Friday, April 22, 2011

Harvest Day

Ducks are fine creatures and if a bond can be made they are among the finest pets a person could have. When my package of ducks, advertised as a variety pack arrived, I found it contained only one Swedish Blue and twelve of the Peking breed. I had made the mistake of ordering around the Easter celebration when everyone wants the yellow hatchlings. As the loading of the package was up to the hatchery, and about the only ducks they had available were Pekings, I received a small swarm of peeping and cheeping, mostly yellow ducklings.

The ducks grew into eight drakes and five hens. The hens soon began laying four eggs each day more than I needed. I tried them scrambled, fried, poached, as eggnog, as quiche, as dog treats. I am not a great egg eater and began to choke on the overabundance. Meanwhile, the drakes spent all day, every day, squabbling about who "owned" the hens. The commotion they created prompted me to begin honing a grudge against them in an effort to overturn any moral compunction that might restrain my harvesting a succulent duck. The leverage worked and a "Harvest Day" was declared.

By surreptitious means I snagged a duck. The process is quite simple. You need only place a tasty morsel, such as a worm, in your hand and offer it. A duck will rush up to snag the treat and when it does so, you snag it in turn by the bill. This method can be used only once as the others will observe your deviousness and word or should I say the “Quack!!” will spread quickly throughout the flock and you will never be allowed within ten yards of one of them again...ever.

So, I tucked the duck under my arm and as a consolation prize for making this his last day on Earth, I dubbed him “Freddie”, a name I intended to award to all such future volunteers. I carried Freddie to a cage behind the house and conveniently near a water barrel that I would employ as the chopping block. The others ducks were in a tizzy about the trick they had seen me play on Freddie. They watched me with suspicion and alarm and from a considerable distance as I proceeded into the house to recover a large knife I intended to use to pop off Freddie's head. As I exited the house, the other ducks squawked in terror at the sight of the implement of death. But they do that at the sight of anything unusual. They are highly excitable creatures.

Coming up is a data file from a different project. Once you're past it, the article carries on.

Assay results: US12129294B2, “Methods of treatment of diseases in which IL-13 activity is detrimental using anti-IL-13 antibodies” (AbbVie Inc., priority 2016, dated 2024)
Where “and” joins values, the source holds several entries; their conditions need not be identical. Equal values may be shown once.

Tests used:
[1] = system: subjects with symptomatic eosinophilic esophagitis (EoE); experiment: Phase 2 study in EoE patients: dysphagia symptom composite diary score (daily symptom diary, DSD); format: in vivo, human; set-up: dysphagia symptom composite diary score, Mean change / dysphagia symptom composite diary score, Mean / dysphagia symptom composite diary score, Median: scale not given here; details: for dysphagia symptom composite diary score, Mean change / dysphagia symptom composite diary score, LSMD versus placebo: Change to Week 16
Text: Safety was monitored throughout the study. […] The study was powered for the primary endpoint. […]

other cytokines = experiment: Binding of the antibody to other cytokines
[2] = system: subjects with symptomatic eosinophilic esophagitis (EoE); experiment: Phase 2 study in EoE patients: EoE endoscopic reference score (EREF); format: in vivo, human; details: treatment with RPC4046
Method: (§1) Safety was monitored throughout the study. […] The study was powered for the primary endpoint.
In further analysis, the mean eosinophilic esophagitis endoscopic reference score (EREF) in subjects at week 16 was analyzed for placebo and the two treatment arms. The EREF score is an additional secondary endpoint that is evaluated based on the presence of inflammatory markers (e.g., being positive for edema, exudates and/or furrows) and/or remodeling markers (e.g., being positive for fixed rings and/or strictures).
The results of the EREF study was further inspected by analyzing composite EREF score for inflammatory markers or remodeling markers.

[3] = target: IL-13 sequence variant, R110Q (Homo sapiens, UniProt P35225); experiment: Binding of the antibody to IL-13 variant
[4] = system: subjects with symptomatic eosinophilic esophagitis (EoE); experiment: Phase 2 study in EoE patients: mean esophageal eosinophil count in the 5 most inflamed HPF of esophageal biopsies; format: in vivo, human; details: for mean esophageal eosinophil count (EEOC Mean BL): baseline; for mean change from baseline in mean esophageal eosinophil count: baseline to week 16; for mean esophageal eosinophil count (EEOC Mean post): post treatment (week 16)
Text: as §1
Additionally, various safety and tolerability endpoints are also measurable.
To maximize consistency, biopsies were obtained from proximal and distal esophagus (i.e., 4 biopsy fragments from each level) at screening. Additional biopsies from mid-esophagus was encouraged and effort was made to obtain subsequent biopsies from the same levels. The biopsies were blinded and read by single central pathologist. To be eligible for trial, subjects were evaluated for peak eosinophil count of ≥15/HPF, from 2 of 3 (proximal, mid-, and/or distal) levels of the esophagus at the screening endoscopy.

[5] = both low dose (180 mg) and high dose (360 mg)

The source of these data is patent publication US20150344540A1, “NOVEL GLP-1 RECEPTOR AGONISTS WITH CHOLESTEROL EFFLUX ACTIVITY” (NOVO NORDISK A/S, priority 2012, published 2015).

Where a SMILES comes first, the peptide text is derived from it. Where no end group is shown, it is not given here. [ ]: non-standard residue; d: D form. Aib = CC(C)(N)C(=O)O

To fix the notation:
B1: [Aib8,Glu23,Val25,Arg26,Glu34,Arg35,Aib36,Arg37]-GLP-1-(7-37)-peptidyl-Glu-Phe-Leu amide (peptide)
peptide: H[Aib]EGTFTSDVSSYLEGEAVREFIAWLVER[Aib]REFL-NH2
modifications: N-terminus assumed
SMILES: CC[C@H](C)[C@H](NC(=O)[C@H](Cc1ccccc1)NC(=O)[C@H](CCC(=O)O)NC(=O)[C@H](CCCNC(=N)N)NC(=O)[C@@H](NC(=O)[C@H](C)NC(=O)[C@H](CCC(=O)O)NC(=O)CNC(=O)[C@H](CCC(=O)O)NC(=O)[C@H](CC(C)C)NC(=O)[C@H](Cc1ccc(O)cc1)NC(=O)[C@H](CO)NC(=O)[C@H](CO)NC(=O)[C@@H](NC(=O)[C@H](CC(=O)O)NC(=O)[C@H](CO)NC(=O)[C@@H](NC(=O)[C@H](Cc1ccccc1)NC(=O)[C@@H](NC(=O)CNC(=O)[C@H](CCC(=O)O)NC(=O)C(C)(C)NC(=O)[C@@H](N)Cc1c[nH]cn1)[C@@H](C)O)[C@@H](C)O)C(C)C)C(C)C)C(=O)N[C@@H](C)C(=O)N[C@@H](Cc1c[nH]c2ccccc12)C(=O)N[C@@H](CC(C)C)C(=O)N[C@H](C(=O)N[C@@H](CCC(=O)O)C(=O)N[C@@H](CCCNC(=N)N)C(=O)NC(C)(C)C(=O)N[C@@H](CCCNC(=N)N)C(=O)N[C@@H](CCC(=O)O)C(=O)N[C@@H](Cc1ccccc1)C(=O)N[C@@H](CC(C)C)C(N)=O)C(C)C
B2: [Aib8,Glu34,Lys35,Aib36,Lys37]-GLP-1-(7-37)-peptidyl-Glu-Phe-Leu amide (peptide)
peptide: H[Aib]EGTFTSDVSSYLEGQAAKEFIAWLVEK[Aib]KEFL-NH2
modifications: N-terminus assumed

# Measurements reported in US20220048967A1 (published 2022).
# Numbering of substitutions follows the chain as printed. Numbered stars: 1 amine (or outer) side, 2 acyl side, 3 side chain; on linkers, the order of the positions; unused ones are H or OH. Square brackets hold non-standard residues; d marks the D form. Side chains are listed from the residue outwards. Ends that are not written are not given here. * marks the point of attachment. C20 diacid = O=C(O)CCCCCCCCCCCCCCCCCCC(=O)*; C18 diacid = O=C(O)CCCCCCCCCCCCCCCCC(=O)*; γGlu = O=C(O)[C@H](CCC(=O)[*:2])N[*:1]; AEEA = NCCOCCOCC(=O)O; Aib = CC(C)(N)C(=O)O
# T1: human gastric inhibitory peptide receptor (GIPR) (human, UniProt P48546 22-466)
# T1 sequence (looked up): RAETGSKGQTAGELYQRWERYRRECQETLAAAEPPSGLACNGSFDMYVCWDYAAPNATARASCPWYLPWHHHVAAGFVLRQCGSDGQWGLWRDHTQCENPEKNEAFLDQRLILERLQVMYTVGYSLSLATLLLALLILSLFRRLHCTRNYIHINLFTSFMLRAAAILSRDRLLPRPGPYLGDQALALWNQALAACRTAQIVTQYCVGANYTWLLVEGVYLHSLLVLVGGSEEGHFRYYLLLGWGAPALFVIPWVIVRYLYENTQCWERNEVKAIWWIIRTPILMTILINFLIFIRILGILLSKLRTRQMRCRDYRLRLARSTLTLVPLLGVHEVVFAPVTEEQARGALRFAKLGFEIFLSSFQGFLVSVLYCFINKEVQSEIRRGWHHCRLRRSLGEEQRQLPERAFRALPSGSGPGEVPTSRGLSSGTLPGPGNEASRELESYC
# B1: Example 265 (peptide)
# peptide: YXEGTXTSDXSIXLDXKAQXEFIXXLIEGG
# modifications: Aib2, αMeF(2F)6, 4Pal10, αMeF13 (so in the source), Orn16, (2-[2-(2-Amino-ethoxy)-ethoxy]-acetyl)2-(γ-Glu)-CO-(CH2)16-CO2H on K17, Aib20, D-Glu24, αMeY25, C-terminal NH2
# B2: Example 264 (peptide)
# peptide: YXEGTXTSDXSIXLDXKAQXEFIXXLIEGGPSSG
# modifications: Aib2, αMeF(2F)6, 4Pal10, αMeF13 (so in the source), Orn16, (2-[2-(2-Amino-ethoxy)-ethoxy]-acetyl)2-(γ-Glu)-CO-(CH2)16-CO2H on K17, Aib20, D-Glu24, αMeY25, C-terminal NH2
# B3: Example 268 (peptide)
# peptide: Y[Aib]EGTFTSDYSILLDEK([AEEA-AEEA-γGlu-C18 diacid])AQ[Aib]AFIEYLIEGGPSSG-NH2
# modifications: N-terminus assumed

I placed the knife on the water barrel, fished Freddie out of the cage, tucked him under my left arm, brought him near the block, and again lifted the knife. Freddie responded by stretching his beautiful white neck out on the block as if he understood how the game of chopping-the-duck’s-head-off was to be played. His behavior caused me to pause in his execution and as I did so I was distracted by the sound of muttering coming from behind me. I turned to find three or four ducks stretching their necks from around the corner of the house where they observed my horrifying behavior. I imagined thought bubbles above their heads that read:

”What’s he doing with Freddie?!!”…”What’s he doing with that knife in his hand?!!”…”Oh, grief! No!!”

I returned my attention to Freddie, and as before he helpfully stretched his neck out on the block. I raised the terrible knife over my head. As I did so he looked up at me with one little gray eye that seemed to say, “How’m I doing guy? Am I doing this right?” His trusting little eye blinked rapidly and my knife wielding arm fell limp. 

I lowered Freddie from his too Heavenly perch to the Earth where he hurried off to compare notes with his amigos. There would be no sending of ducks to heaven that day nor would there be any future harvest day, as I love my creatures too much and as there is an abundance of homes in need of my overabundance of ducks.

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